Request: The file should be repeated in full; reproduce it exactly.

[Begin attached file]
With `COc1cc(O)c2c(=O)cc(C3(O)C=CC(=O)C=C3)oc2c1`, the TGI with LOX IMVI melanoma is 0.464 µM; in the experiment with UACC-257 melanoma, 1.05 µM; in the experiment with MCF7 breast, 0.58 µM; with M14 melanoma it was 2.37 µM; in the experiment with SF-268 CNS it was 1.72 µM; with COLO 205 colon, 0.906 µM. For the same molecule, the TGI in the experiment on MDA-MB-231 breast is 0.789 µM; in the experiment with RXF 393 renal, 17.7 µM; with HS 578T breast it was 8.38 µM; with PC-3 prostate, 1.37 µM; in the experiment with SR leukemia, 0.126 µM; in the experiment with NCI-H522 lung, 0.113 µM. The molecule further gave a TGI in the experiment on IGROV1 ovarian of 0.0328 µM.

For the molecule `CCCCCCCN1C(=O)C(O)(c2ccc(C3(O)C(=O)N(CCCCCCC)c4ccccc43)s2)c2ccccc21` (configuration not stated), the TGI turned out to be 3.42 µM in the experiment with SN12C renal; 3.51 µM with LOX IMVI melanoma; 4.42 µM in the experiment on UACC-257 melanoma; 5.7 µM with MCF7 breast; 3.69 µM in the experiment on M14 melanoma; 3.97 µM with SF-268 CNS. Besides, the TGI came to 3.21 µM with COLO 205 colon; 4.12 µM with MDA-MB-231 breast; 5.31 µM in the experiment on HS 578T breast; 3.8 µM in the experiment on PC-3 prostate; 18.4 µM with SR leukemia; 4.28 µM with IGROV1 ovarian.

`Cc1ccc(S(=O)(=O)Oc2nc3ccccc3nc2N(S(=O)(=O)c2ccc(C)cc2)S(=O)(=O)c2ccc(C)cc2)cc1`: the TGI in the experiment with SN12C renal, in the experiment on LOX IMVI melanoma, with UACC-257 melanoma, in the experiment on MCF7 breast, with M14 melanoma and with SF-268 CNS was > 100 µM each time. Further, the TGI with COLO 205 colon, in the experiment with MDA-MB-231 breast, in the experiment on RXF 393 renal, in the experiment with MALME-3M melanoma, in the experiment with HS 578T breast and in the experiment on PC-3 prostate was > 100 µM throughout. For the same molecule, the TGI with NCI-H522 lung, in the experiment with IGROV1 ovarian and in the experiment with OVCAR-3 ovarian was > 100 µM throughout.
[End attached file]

With `COc1cc(O)c2c(=O)cc(C3(O)C=CC(=O)C=C3)oc2c1`, the TGI with LOX IMVI melanoma is 0.464 µM; in the experiment with UACC-257 melanoma, 1.05 µM; in the experiment with MCF7 breast, 0.58 µM; with M14 melanoma it was 2.37 µM; in the experiment with SF-268 CNS it was 1.72 µM; with COLO 205 colon, 0.906 µM. For the same molecule, the TGI in the experiment on MDA-MB-231 breast is 0.789 µM; in the experiment with RXF 393 renal, 17.7 µM; with HS 578T breast it was 8.38 µM; with PC-3 prostate, 1.37 µM; in the experiment with SR leukemia, 0.126 µM; in the experiment with NCI-H522 lung, 0.113 µM. The molecule further gave a TGI in the experiment on IGROV1 ovarian of 0.0328 µM.

For the molecule `CCCCCCCN1C(=O)C(O)(c2ccc(C3(O)C(=O)N(CCCCCCC)c4ccccc43)s2)c2ccccc21` (configuration not stated), the TGI turned out to be 3.42 µM in the experiment with SN12C renal; 3.51 µM with LOX IMVI melanoma; 4.42 µM in the experiment on UACC-257 melanoma; 5.7 µM with MCF7 breast; 3.69 µM in the experiment on M14 melanoma; 3.97 µM with SF-268 CNS. Besides, the TGI came to 3.21 µM with COLO 205 colon; 4.12 µM with MDA-MB-231 breast; 5.31 µM in the experiment on HS 578T breast; 3.8 µM in the experiment on PC-3 prostate; 18.4 µM with SR leukemia; 4.28 µM with IGROV1 ovarian.

`Cc1ccc(S(=O)(=O)Oc2nc3ccccc3nc2N(S(=O)(=O)c2ccc(C)cc2)S(=O)(=O)c2ccc(C)cc2)cc1`: the TGI in the experiment with SN12C renal, in the experiment on LOX IMVI melanoma, with UACC-257 melanoma, in the experiment on MCF7 breast, with M14 melanoma and with SF-268 CNS was > 100 µM each time. Further, the TGI with COLO 205 colon, in the experiment with MDA-MB-231 breast, in the experiment on RXF 393 renal, in the experiment with MALME-3M melanoma, in the experiment with HS 578T breast and in the experiment on PC-3 prostate was > 100 µM throughout. For the same molecule, the TGI with NCI-H522 lung, in the experiment with IGROV1 ovarian and in the experiment with OVCAR-3 ovarian was > 100 µM throughout.